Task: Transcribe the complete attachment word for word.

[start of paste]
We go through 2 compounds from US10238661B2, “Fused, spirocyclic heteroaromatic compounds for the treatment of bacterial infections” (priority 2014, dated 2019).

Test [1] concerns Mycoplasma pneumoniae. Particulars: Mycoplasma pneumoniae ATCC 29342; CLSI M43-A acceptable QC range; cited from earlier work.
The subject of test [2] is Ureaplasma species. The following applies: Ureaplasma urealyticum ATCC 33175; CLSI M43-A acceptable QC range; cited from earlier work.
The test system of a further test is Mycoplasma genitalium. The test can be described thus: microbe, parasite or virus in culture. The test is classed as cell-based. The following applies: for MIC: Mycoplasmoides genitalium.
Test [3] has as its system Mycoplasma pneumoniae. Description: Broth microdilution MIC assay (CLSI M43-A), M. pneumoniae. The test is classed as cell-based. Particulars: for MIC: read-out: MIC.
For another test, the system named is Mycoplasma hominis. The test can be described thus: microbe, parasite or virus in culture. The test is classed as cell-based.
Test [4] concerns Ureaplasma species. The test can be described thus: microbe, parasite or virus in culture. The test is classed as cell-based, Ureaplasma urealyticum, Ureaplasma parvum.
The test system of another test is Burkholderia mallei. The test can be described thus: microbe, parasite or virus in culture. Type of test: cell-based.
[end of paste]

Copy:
We go through 2 compounds from US10238661B2, “Fused, spirocyclic heteroaromatic compounds for the treatment of bacterial infections” (priority 2014, dated 2019).

Test [1] concerns Mycoplasma pneumoniae. Particulars: Mycoplasma pneumoniae ATCC 29342; CLSI M43-A acceptable QC range; cited from earlier work.
The subject of test [2] is Ureaplasma species. The following applies: Ureaplasma urealyticum ATCC 33175; CLSI M43-A acceptable QC range; cited from earlier work.
The test system of a further test is Mycoplasma genitalium. The test can be described thus: microbe, parasite or virus in culture. The test is classed as cell-based. The following applies: for MIC: Mycoplasmoides genitalium.
Test [3] has as its system Mycoplasma pneumoniae. Description: Broth microdilution MIC assay (CLSI M43-A), M. pneumoniae. The test is classed as cell-based. Particulars: for MIC: read-out: MIC.
For another test, the system named is Mycoplasma hominis. The test can be described thus: microbe, parasite or virus in culture. The test is classed as cell-based.
Test [4] concerns Ureaplasma species. The test can be described thus: microbe, parasite or virus in culture. The test is classed as cell-based, Ureaplasma urealyticum, Ureaplasma parvum.
The test system of another test is Burkholderia mallei. The test can be described thus: microbe, parasite or virus in culture. Type of test: cell-based.